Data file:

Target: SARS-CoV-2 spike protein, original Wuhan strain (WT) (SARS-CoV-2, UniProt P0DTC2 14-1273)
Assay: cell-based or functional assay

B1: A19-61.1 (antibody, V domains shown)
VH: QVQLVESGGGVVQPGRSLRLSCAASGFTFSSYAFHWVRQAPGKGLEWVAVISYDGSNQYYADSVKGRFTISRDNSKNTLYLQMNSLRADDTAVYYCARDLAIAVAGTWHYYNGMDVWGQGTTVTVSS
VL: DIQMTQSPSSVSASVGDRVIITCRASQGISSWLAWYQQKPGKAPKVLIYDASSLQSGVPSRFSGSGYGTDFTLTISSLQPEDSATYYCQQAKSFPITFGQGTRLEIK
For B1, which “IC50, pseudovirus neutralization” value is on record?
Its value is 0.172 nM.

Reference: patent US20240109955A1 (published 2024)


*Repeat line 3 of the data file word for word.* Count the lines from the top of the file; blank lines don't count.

B1: A19-61.1 (antibody, V domains shown)